Five O'Clock Somewhere

Welcome to Five O'Clock Somewhere, where it doesn't matter what time zone you're in; it's five o'clock somewhere. We'll look at rural life, especially as it happens in Rio Arriba County, New Mexico, cats, sailing (particularly Etchells racing yachts), and bits of grammar and Victorian poetry.

Sunday, April 01, 2007

Never enough weekend

We had so much to do, and so little time to do it in, and now there’s even more.

Friday night there was a meeting of the New Mexico Sailing Club in Eldorado, near Santa Fe, and it ran late, getting out at about 9:30. So, after making a brief stop in Albuquerque to pick up Dulce and swap vehicles – Zorro had told us he wanted to take his boat out of the water, which meant that we needed the truck, but in the interest of fuel economy, we took the little car to Santa Fe – we didn’t get to the doublewide until 1:30 a.m.

Saturday morning, after very little sleep, we got a call from Zorro that he was still in El Paso, waiting for somebody from the insurance company to get back to him – they were supposed to have given him a check to cover the fire damage to his garage/gym/sail loft Wednesday, but he never got it.

There was very little wind anyway, so we did a few bits of maintenance around the doublewide and eventually went to the boat. The light conditions were frustrating, and it took us two hours to get from the southern end of the lake to the southern edge of the race course area. Then the wind finally did come in, so it took only 20 minutes to get back to the marina, and as we were bringing the boat into the slip, the wind came up even more, so docking was challenging.

We called Dixie, who had told us she had been planning to sail her little day-sailer this weekend, and we found out that, because of technical difficulties with the trailer, she and her friend hadn’t been able to launch. Pat and I had been contemplating returning to Albuquerque that night, but we decided to stick around and take Dixie and her friend out on Black Magic Sunday. It would have been a major waste for the two of them to have come all the way to the lake and not sail.

Sunday morning, Dixie introduced us to her friend “Photog,” who was excited to get a chance to sail on an Etchells. He used to live in Corpus Christi, and he raced Hobie Cats and other little things there. He found all of the strings to pull fascinating.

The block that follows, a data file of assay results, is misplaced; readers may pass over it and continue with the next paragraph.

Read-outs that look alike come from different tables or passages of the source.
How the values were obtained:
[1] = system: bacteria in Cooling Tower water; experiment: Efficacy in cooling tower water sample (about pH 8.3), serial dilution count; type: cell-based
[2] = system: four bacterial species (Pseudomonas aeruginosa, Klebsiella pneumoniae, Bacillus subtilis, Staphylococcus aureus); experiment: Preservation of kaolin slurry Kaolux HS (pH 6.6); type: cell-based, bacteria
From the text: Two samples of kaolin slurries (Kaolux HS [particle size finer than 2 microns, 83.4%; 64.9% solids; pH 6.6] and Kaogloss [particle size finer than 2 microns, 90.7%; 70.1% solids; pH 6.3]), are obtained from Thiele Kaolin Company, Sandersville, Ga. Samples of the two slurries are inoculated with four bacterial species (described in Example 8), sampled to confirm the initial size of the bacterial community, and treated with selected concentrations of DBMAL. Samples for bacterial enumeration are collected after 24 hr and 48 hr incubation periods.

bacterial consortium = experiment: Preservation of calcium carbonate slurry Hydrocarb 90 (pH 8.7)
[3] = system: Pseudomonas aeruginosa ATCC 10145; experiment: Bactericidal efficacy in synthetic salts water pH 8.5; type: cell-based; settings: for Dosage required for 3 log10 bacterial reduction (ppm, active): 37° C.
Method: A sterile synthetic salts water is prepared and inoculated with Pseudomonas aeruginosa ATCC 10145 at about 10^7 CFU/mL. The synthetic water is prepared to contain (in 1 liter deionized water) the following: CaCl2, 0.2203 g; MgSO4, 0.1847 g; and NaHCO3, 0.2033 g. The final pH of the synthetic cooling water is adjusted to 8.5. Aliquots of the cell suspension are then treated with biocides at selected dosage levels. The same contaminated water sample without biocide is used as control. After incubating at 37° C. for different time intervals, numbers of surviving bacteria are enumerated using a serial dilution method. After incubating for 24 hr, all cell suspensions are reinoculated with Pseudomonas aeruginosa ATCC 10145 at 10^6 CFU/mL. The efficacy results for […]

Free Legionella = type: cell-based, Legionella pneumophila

We set sail under extremely light conditions – this time, it took three hours to get to the race course area. Once again, the wind came up as we were heading back, and who should be sailing up the lake but Zorro, with Blondie on the aft deck in a leopard-spot bikini – well, I guess since we had the motor hanging on the back of our boat, he was equalizing things by putting some extra weight on the back of his. We sailed around with him for a while, and then both boats headed back toward the marina.

The winds were getting stiffer, and it was good to have some crew weight out on the rail; we didn’t have to depower the sails so much. Then on the final approach to the marina, the console gave way. Yes, the one that we’d paid $1000 to have solildly fiberglassed in place, because it was critical to have the job done professionally to be sure the repair would be strong enough to stand up to the strains applied to it. And this wasn’t even in particularly strong winds, either, about 12 mph, gusting to 18 or so.

Zorro and Blondie kept sailing, unaware of our equipment troubles, and, in fact, returned up the channel to the main body of the lake before finally coming in to the marina. Meanwhile Dixie and Photog went home, and Pat and I went up to the boat ramp area and spoke with a couple of guys with a Santana 20 whom we’d seen out on the water. Then we stopped by the storage lot where we keep our MacGregor, Syzygy, to get a couple of things off the boat. We returned to the marina just as Zorro and Blondie were coming ashore. Zorro said that he and Dino would be coming up to the lake during the week, to use our trailer to work on his boat, and they could probably re-fiberglass the console base then.

Meanwhile, our score for the weekend: Sixty bucks worth of gas burned and much sleep lost driving with a yowling cat in the small hours of the morning, all in order to be able to help Zorro Saturday – and then he didn’t show up. One spinnaker halyard shackle pin lost overboard during a mostly tedious day on the water Saturday. A weekend’s sailing redeemed for Dixie and Photog Sunday. A thousand-dollar fiberglass job down the tubes. A list of things we had been planning to do this weekend but didn’t, redoing Zorro’s bottom paint and replacing our forestay being the two biggies.

Still, there is the saying: A lousy day on the water still beats the best day at the office. And who knows, maybe on some race day when Dixie is on Sutherland’s crew, we can get Photog on ours.

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Blogger Tillerman said...

Ouch. I hate it when something breaks on the boat. Not that it happens very often on a tough little boat like a Laser, but it can still ruin your day. At least you got a good sail in before the incident.

Mon Apr 02, 06:48:00 AM MDT  
Blogger Carol Anne said...

Programming note: the 16,000th visitor to this blog is someone in Montreal who has me bookmarked.

If you wish to claim the prize, which is a day of sailing on the sexiest boat at Elephant Butte Lake, stand forth and be recognized.

Thu Apr 05, 02:00:00 AM MDT  

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